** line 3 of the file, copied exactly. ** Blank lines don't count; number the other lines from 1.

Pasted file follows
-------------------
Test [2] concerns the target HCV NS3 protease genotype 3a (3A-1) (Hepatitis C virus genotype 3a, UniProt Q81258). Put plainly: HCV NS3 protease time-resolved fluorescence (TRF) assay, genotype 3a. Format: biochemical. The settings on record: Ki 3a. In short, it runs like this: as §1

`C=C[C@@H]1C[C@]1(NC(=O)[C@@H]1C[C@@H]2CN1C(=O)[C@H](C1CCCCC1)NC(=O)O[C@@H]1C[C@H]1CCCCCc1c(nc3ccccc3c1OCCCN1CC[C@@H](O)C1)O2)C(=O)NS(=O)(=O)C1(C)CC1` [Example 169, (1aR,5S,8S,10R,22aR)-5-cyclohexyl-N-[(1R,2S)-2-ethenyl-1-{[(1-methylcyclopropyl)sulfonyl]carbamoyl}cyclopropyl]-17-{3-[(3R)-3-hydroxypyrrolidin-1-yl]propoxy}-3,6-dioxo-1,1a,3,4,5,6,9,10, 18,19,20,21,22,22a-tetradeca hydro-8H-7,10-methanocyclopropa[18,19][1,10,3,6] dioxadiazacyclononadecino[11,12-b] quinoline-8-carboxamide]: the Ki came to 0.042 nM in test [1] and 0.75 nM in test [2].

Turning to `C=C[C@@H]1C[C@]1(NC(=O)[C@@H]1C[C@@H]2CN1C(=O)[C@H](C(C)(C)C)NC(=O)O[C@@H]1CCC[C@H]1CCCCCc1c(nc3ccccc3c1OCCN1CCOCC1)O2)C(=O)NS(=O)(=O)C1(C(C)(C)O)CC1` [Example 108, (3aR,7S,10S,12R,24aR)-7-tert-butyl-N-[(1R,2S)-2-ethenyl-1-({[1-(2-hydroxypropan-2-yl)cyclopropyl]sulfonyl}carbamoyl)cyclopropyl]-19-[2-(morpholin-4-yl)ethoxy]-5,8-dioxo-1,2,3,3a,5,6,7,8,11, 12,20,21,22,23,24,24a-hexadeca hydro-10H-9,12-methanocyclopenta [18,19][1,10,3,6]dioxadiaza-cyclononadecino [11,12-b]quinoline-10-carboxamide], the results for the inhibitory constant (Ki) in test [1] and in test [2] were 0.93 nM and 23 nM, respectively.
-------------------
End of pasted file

Turning to `C=C[C@@H]1C[C@]1(NC(=O)[C@@H]1C[C@@H]2CN1C(=O)[C@H](C(C)(C)C)NC(=O)O[C@@H]1CCC[C@H]1CCCCCc1c(nc3ccccc3c1OCCN1CCOCC1)O2)C(=O)NS(=O)(=O)C1(C(C)(C)O)CC1` [Example 108, (3aR,7S,10S,12R,24aR)-7-tert-butyl-N-[(1R,2S)-2-ethenyl-1-({[1-(2-hydroxypropan-2-yl)cyclopropyl]sulfonyl}carbamoyl)cyclopropyl]-19-[2-(morpholin-4-yl)ethoxy]-5,8-dioxo-1,2,3,3a,5,6,7,8,11, 12,20,21,22,23,24,24a-hexadeca hydro-10H-9,12-methanocyclopenta [18,19][1,10,3,6]dioxadiaza-cyclononadecino [11,12-b]quinoline-10-carboxamide], the results for the inhibitory constant (Ki) in test [1] and in test [2] were 0.93 nM and 23 nM, respectively.